Since the last instalment
I've submitted my book manuscript, caught up on sleep, told my crazy landlord to go screw himself and spent the advance on a six month trip that takes in west coast USA, NZ, Australia, Bali, Singapore, and Hong Kong. I leave mid-January.
Discussing the catbox
Thank you everyone for your contributions to the discussion on how you wish you to see the catbox moderated after I put out a call for a public discussion in my August editor log. In addition to the public statements made in August 25, 2011, I received quite a number of private messages complimenting chanops on the tricky tightrope that they walk. It is so gratifying to hear that, by-and-large, this team does a difficult job well.
For clarification, it's probably useful to see a brief summary of the tools available to the chanops team:
- Communication - this is perhaps chanops' greatest tool. We talk to people. We warn users if their behaviour is coming close to the mark; if they overstep the mark they're given a final warning, after that, she or he can expect to be dragged or borged. We also communicate with the people who are affected by someone else's behaviour. We check that they're doing okay.
- Drag - removes a user from the 'outside' and places her or him in the debriefing room for 30 minutes. Here, why they were dragged will be explained to her or him.
- Flush - clears the catbox of the visible conversation. This is extremely useful if someone accidentally or maliciously reveals personal information, for example telephone numbers, publicly.
- Borg - yes, EDB does still exist and he will still gobble up users and prevent them from any kind of interaction (private messaging is prohibited by borging, too) for a period of time that increases proportionately to how many times someone has been borged.
- Chat suspension - is a tool that until recently the gods could impose on users who persistently transgressed the rules of the catbox or as a higher degree of punishment for something especially egregious. As of last month, OldMiner made it available to all members of chanops. It's also something that can be used to be keep a user out of the catbox for a given period. For example, we've chat suspended drunk users for an evening, or - at their own request - users who need to write essays or get on with a piece of work. With chat suspension, users can still contribute meaningfully to the site, but the friction-point of the catbox is removed from them.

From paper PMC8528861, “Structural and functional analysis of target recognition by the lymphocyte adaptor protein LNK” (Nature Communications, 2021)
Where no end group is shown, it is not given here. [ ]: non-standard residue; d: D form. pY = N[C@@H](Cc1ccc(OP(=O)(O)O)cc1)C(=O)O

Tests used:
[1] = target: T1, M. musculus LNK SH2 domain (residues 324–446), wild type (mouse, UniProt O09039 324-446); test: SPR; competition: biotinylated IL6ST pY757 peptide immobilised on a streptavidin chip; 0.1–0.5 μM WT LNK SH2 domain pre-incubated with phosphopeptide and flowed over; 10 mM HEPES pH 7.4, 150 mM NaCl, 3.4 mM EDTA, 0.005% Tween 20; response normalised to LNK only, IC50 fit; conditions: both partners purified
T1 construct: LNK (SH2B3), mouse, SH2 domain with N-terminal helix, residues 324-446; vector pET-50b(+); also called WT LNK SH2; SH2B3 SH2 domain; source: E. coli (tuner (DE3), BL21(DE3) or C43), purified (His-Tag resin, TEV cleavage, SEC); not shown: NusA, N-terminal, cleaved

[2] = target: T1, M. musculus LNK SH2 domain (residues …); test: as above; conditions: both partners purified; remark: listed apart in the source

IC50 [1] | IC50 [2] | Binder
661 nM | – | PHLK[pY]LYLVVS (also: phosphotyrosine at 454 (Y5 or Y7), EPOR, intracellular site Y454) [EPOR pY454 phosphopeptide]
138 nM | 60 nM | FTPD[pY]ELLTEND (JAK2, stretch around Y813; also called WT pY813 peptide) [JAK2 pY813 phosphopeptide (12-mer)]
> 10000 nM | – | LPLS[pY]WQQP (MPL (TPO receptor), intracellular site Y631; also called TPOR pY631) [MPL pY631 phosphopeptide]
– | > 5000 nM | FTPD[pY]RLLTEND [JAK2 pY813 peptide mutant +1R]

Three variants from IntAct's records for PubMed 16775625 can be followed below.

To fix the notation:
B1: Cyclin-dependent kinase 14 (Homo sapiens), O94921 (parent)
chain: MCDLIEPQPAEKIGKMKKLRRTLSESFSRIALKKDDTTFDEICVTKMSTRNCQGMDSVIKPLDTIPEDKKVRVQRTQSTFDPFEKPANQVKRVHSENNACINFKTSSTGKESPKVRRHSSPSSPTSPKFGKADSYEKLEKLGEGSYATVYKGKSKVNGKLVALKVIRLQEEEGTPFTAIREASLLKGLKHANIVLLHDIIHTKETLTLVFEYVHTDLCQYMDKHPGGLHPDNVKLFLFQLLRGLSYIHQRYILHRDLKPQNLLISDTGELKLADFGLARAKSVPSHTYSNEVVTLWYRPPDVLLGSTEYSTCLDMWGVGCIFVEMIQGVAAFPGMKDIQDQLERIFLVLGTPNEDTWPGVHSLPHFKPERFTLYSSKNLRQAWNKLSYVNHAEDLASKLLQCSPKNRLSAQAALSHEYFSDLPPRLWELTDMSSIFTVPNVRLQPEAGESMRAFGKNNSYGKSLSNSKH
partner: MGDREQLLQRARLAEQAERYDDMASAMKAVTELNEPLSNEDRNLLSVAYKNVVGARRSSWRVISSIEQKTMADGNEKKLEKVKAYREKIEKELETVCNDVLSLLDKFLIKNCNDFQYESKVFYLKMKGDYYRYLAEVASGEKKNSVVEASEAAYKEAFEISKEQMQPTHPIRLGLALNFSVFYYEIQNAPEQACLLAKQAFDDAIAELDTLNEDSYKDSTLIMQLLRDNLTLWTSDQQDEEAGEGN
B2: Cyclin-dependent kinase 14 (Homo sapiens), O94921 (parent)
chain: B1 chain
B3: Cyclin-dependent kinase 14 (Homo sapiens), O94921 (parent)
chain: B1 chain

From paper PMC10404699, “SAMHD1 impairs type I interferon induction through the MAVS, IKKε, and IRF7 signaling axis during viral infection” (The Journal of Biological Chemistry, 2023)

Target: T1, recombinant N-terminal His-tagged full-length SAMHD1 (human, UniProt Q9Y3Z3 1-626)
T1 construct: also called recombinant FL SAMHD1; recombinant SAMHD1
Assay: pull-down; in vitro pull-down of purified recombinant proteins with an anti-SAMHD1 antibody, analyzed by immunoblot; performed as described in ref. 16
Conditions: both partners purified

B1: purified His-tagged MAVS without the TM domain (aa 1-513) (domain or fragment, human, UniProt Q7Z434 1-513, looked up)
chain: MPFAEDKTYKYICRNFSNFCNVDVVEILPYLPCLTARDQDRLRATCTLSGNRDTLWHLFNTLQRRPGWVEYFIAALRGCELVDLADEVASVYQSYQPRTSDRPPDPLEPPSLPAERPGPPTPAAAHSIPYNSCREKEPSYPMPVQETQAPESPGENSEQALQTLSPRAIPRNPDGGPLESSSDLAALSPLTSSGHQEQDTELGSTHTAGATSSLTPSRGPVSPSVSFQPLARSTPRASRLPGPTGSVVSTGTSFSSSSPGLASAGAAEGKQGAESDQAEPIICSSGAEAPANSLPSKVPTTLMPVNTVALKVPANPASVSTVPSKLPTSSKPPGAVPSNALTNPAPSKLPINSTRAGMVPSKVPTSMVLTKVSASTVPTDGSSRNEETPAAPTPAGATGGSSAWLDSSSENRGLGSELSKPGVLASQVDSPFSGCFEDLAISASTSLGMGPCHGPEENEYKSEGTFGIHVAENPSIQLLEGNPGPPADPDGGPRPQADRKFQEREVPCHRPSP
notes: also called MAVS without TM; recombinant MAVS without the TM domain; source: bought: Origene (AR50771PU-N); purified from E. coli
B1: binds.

- Topic and room suspension - these are used incredibly infrequently, but if people abuse their topic changing or room creating abilities, it can be suspended.
It's also worth noting that there are guidelines already for the chanops team (and there's a document for editors, too; in fact, it is probably the only unobfuscatedly named document on the entire site). What we're trying to do here is ascertain if what we're doing meets with the needs and expectations of the rest of the community.
So, what are these needs and expectations on the catbox?
The general consensus would appear to be that chanops needs to keep doing what it does, but not be afraid to come down hard on people who transgress societal conventions and the mores of the catbox. Meanwhile, other users also have their parts to play in maintaining the equilibrium of the public forum.
When it came to a discussion of what is and isn't okay and where the lines of 'appropriate' and 'inappropriate' need to be drawn, people were decidedly more reticent. This is understandable, making blanket statements about what is acceptable and unacceptable is difficult. Life is full of shades of grey and that we have people here to moderate the catbox and to make editorial decisions is indicative of this. You could say that behaviour that crosses the line of acceptability it is a bit like porn, you know it when you see it.
Wanting the catbox to be a place where people can enjoy discussion and debate requires that people feel able to express their opinions and views without fear of attack or vilification. At the same time, however, it isn't okay to make a statement that is in itself an attack, is threatening, or can be construed as incitement. As Posmella put it so aptly, we've the right to free expression in the catbox, but with it comes the responsibility to treat the other users respectfully and the inescapable fact that 'Some topics are just not okay.'